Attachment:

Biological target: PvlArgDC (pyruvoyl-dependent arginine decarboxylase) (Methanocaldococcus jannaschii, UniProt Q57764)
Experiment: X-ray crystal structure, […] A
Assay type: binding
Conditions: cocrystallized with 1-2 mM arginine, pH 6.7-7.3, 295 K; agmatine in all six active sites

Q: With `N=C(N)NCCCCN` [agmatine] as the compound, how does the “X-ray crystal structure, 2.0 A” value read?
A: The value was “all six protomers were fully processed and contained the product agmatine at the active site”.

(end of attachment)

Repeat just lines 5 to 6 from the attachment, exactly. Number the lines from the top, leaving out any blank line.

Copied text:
Q: With `N=C(N)NCCCCN` [agmatine] as the compound, how does the “X-ray crystal structure, 2.0 A” value read?
A: The value was “all six protomers were fully processed and contained the product agmatine at the active site”.